But Finkelstein knows this is not enough to persuade many:
“The anomaly of The Holocaust is that its uniqueness is held to be absolutely decisive. What other historical event, one might ask, is framed largely for its categorical uniqueness? Typically, distinctive features of The Holocaust are isolated in order to place the event in a category altogether apart. It is never clear, however, why so many common features should be reckoned trivial by comparison. . . . Each time an argument for Holocaust uniqueness is empirically refuted, a new argument is adduced in its stead. . . . The results . . . are multiple, conflicting arguments that annul each other. . . .” (pp. 42-43 of The Holocaust Industry)
Secondly, that the Holocaust cannot be rationally apprehended
‘Only a flea’s hop separates the claim of Holocaust uniqueness from the claim that The Holocaust cannot be rationally apprehended. If The Holocaust is unprecedented in history, it must stand above and hence cannot be grasped by history. Indeed, The Holocaust is unique because it is inexplicable, and it is inexplicable because it is unique.
‘Dubbed by Novick the “sacralization of the Holocaust,” this mystifications’ s most practiced purveyor is Elie Wiesel. For Wiesel, Novick rightly observes, The Holocaust is effectively a “mystery” religion. Thus Wiesel intones that the Holocaust “leads into darkness,”negates all answers,” “lies outside, if not beyond, history,” “defies both knowledge and description,” “cannot be explained nor visualized,” is “never to be comprehended or transmitted,” marks a “destruction of history” and a “mutation on a cosmic scale.” Only the survivor-priest (read: only Wiesel) is qualified to divine its mystery. And yet, The Holocaust’s mystery, Wiesel avows, is “noncommunicable”; “we cannot even talk about it.” Thus, for his standard fee of S25,000 (plus chauffeured limousine), Wiesel lectures that the “secret” of Auschwitz’s “truth lies in silence.”
‘Rationally comprehending The Holocaust amounts, in this view, to denying it. For rationality denies The Holocaust’s uniqueness and mystery. And to compare The Holocaust with the sufferings of others constitutes, for Wiesel, a “total betrayal of Jewish history.’ (pp. 44-45 of The Holocaust Industry)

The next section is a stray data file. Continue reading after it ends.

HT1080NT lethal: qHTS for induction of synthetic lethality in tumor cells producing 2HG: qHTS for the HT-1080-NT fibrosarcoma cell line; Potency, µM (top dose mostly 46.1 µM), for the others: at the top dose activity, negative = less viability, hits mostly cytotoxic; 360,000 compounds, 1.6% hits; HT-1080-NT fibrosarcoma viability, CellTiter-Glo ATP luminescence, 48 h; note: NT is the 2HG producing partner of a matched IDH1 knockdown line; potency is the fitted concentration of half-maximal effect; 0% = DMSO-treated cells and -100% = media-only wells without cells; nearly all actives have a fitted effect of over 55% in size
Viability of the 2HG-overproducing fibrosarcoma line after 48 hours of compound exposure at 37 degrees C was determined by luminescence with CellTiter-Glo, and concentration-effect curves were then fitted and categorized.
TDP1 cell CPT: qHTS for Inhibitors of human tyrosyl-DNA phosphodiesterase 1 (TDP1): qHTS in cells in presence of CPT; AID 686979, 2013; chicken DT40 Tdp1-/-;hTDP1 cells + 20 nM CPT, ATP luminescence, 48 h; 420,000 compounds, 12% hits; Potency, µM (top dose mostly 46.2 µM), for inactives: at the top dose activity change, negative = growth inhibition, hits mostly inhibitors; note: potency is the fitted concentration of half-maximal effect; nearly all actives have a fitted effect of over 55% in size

Part of the significance of the Holocaust is that it was perpetrated by perfectly normal people, so to declare it incomprehensible is for this reason alone simply nonsense (Chaumont).
Wiesel was offended by Shimon Peres‘ reference to two twentieth century holocausts — Auschwitz and Hiroshima.
In Wiesel’s and Bauckham’s “sacralization of the Holocaust” no-one else’s suffering is allowed to compare with the suffering of the Jews. This “uniquely unique” status has the benefit of conferring “uniquely unique” entitlements on the Jews and the State of Israel — and in Bauckham’s case it serves to rationalize the equally sacred and incomprehensible New Testament stories.
This notion of uniqueness and incomprehensibility of the suffering of the Jews, the dogma that refuses to acknowledge any comparison with the suffering of any other peoples, does the Jews and the state of Israel an enormous disservice — as many Jews recognize and argue, and as the ongoing pain of Israel, Palestine, and their nearest neighbours amply testifies.
Edward Said in his classic work, Orientalism, made the interesting observation that anti-semitism has in many Western quarters bifurcated since the later 20th century into sanctifying the Jews and demonizing their semitic cousins, the Arabs. To set any race as more or less equal than the rest does no service to anyone.
It is by comprehending and acknowledging the common humanity of the Jews and the universal application of their experiences that best serves both Jews and the rest of humanity. How can “never again” mean anything if the event is deemed categorically unique and by definition unrepeatable? By singling one race out as having endured suffering that is incomprehensible are we enabled to feel a little less pricked in our consciences when we fail to pressure our leaders to act to prevent other “comprehensible” genocides (upon non-whites) since?
By removing the Holocaust from the realm of comprehensible human experience Bauckham is doing a terrible injustice to both the Jews and non-Jews who suffered along with them in war-time Europe and too many times and places since. If his motive is to strengthen his case for tales of the miraculous, this can only go down as one more of too many cases where Bibliolatry has been a curse to humanity.
Indeed, by setting the holocaust in a categorically unique category beyond human comprehension and comparability with any other human suffering, he is in fact (unwittingly) dehumanizing it.
If you enjoyed this post, please consider donating to Vridar. Thanks!